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Wednesday, November 29, 2023

Lean Roundup #174 – November, 2023

A selection of highlighted blog posts from Lean bloggers from the month of November 2023.  You can also view the previous monthly Lean Roundups here.  


Understanding Misunderstandings – Bob Emiliani talks about his life work to advance progressive leadership and management.


The New Competencies - Christopher R Chapman discusses management competencies, in particular those that frequent Deming collaborator Peter Scholtes outlines in his excellent 1998 book, The Leader’s Handbook.


Systems Thinking–More than the sum of its’ parts – Andy Carlino shares the benefits to individuals and organizations of Systems Thinking.


Is Process Improvement Certification Right For Me? – John Knotts answers the question about whether it is desirable obtaining a process improvement certification.


Harmonizing Organizational Excellence: A Fusion of Agile, Deming, and Toyota Principles – Steve Kane explores the core elements of these frameworks, so we can distill a set of simplified guiding principles that encapsulate the essence of organizational excellence.


What Exactly Is Overburden (Muri)? – Christopher Roser takes a deeper look at overburden, including plenty of examples as well as the effects of overburden on your people.


Continuous Improvement vs Process Improvement: Spelling Out the Important Differences – Danielle Yoon provides a detailed comparison that clarifies the distinctions continuous and process improvement.


How Lean Agile Methodology Can Help You Avoid Waste - Maggie Millard introduces the Lean Agile methodology for project management and addresses the specific types of waste the approach targets.


Gemba vs. Genba — Different Spellings or Different Words and Meanings? – Mark Graban talks about all things Gemba, Japanese word that means, basically, “the real place” or “the shopfloor”.


The Sustainability Myth – Bob Emiliani talks about challenge of sustainability and advocates to commit to never-ending hard work of learning and practice.


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Monday, November 27, 2023

Understanding the Exodus: Why Younger Generations Are Leaving Your Workplace

Image Source: Pexels

Whether you’re a new leader or an experienced one, there’s always more to learn. This is especially true if you don’t get formal leadership training — which most leaders don’t.

In one study, almost half of leaders with 10 or more years of management experience said they’d had nine total hours of training, and 43% of new managers with less than a year of experience had no training at all.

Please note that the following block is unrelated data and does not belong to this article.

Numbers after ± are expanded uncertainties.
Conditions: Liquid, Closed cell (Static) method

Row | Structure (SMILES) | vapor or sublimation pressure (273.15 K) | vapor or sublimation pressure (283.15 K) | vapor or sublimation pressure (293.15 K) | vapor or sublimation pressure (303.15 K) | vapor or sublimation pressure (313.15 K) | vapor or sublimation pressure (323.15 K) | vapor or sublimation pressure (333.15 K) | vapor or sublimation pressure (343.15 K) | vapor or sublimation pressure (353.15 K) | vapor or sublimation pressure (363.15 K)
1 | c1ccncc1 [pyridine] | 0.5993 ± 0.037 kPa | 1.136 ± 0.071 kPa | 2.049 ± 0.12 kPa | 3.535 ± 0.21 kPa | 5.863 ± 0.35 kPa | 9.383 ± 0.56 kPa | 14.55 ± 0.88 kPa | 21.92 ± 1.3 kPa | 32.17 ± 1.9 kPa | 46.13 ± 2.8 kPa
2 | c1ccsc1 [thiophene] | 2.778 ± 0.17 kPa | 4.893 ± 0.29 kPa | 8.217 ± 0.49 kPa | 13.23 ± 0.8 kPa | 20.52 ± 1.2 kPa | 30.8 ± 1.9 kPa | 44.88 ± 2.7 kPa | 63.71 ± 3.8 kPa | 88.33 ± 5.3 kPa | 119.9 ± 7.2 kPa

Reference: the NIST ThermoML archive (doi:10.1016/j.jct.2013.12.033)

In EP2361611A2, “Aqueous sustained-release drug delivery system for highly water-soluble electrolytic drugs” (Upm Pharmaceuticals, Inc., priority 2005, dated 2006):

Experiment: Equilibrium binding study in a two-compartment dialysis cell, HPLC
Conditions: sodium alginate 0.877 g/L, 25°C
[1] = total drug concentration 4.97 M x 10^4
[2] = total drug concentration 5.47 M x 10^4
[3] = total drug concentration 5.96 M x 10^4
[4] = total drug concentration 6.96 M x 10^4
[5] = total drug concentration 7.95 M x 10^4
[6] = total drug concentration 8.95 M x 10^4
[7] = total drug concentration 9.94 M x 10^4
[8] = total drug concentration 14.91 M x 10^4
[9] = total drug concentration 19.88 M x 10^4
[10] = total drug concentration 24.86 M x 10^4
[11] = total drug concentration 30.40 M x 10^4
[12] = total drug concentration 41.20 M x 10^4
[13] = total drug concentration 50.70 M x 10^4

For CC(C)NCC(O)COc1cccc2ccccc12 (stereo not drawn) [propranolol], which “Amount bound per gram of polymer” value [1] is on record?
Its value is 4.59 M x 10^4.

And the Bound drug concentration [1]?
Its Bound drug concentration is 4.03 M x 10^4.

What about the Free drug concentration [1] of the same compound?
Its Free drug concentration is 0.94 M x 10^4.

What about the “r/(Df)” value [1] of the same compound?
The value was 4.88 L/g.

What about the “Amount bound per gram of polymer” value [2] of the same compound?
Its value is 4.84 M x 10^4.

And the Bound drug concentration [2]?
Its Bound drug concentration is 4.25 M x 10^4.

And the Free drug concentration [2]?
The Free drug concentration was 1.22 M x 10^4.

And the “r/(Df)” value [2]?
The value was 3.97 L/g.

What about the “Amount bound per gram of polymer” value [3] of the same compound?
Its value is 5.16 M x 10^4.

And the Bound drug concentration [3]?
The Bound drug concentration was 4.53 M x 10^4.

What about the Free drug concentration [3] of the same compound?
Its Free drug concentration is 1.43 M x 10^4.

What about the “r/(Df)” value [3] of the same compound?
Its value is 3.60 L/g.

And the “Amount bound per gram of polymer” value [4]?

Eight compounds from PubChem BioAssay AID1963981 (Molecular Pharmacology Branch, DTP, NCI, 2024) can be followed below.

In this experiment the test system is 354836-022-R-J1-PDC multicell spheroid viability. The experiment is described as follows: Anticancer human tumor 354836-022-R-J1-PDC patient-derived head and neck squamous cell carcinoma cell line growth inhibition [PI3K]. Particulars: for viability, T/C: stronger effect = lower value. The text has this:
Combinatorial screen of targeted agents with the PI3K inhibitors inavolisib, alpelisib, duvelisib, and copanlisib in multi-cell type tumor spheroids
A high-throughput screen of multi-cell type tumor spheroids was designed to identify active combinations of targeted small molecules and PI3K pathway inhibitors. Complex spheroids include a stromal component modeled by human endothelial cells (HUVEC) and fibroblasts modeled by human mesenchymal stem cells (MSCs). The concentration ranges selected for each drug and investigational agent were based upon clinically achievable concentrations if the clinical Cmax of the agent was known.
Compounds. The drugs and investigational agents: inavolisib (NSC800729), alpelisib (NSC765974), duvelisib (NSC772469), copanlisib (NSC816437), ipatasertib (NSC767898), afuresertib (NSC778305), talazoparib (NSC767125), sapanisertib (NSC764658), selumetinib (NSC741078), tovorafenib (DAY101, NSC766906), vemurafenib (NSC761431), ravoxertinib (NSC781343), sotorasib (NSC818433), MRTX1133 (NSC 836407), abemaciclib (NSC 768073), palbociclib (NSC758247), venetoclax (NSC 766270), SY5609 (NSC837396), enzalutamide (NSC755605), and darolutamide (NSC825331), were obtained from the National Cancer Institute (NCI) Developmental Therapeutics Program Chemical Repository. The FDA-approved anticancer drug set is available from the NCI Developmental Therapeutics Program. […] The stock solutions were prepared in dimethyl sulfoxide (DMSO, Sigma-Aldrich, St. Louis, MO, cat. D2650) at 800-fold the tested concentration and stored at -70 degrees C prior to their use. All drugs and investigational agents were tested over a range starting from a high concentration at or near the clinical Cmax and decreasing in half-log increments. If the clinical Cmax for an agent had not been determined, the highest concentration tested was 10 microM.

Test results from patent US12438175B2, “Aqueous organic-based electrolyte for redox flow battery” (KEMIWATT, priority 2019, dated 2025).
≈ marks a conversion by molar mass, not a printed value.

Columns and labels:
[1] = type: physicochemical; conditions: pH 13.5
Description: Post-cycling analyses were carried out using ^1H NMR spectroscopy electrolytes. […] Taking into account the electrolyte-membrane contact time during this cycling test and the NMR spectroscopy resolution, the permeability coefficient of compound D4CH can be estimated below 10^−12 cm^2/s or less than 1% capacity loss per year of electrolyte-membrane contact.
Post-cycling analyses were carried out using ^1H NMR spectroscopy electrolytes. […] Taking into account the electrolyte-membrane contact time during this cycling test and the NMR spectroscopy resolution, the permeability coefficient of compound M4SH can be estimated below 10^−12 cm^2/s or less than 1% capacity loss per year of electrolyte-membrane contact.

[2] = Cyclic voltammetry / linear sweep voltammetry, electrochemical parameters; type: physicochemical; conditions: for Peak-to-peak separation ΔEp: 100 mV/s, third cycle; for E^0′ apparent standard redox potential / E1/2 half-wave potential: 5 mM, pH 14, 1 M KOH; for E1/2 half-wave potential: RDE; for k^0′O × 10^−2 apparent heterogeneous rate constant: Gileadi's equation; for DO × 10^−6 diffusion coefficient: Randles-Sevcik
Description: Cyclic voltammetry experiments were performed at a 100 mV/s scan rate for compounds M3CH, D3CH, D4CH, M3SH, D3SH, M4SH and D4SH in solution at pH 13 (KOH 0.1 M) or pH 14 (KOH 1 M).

As a leader, it’s important to understand that many times, overcoming key challenges in your leadership style is up to you. The good news is that there are many ways to identify and address challenges as you move toward leadership excellence.

Here are some key challenges to watch for and how to overcome them.

Identifying Your Natural Tendencies

Everyone has a default way of responding to situations. For example, some people respond to stress with confidence and even aggression, while others think things through before acting, and others freeze and struggle to manage their emotions.

Interestingly, your genetics may have a lot to do with your default reactions. Studies have found that hereditary traits can impact everything from aggression and anxiety to risk tolerance. Knowing your natural tendencies in different work situations allows you to know where you’re starting and what changes you might want to make.

Of course, you’re not stuck with what you inherited — you can always work on your default behaviors to improve your responses. However, it takes intentionality and practice, so be patient with yourself. Overcoming these built-in reactions is challenging!

Balancing Confidence and Humility

Many leaders understand the importance of seeming confident — it inspires confidence in their teams. However, too much confidence without humility can turn people off. You don’t want to come off as an arrogant leader.

How can you balance confidence with humility? Start by understanding your strengths but also your weaknesses. It’s important to know your limits and surround yourself with people who are strong in the areas where you are lacking. People will trust you more when you’re honest about what you can do and what other people are better suited for.

In recent years, employers have witnessed a growing trend — younger generations, specifically, millennials and Gen Z, are leaving their workplaces at an alarming rate. This phenomenon, also referred to as the “Great Resignation,” demands the attention of business leaders who must start enacting more effective changes if they hope to retain their top talent.

Why Millennials and Gen Z Are Instigating the Great Resignation

Though one can argue that every generation has had it hard and that we all have our burdens to carry, millennials and Gen Z have been pushed beyond their limits with stagnant wages, longer working hours, the global pandemic, and skyrocketing inflation.

This younger generation is burnt out, and unlike previous generations, they are not of a mind that one just has to keep their head down and continue working hard because of societal conventions. Instead, millennials and Zoomers have a much more philosophical view of life that prioritizes mental health and demands more from their employers.